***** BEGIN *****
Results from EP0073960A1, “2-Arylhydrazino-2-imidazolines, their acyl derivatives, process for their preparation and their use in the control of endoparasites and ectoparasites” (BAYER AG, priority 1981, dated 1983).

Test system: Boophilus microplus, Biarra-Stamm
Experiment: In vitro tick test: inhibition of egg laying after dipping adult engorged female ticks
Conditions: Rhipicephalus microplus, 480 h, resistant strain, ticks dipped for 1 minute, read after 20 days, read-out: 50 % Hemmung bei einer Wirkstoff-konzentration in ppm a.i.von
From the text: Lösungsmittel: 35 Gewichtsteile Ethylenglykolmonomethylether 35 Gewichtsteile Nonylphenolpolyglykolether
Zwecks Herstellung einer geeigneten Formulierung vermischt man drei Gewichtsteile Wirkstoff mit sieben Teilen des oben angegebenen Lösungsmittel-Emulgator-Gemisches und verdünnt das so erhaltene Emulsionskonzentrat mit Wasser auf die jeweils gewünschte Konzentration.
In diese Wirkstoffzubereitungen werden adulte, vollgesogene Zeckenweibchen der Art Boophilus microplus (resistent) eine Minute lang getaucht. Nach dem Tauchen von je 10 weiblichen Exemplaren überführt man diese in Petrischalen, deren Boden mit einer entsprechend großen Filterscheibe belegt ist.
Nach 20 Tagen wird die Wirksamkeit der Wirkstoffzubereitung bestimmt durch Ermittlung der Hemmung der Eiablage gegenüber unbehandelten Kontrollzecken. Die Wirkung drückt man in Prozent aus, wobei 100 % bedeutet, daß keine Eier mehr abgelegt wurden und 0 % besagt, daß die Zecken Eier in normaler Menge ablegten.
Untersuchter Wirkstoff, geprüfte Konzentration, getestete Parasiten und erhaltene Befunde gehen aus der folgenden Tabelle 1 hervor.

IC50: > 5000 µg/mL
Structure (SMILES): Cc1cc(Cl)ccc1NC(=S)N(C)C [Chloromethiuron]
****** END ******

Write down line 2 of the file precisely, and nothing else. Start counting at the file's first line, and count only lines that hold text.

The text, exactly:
Test system: Boophilus microplus, Biarra-Stamm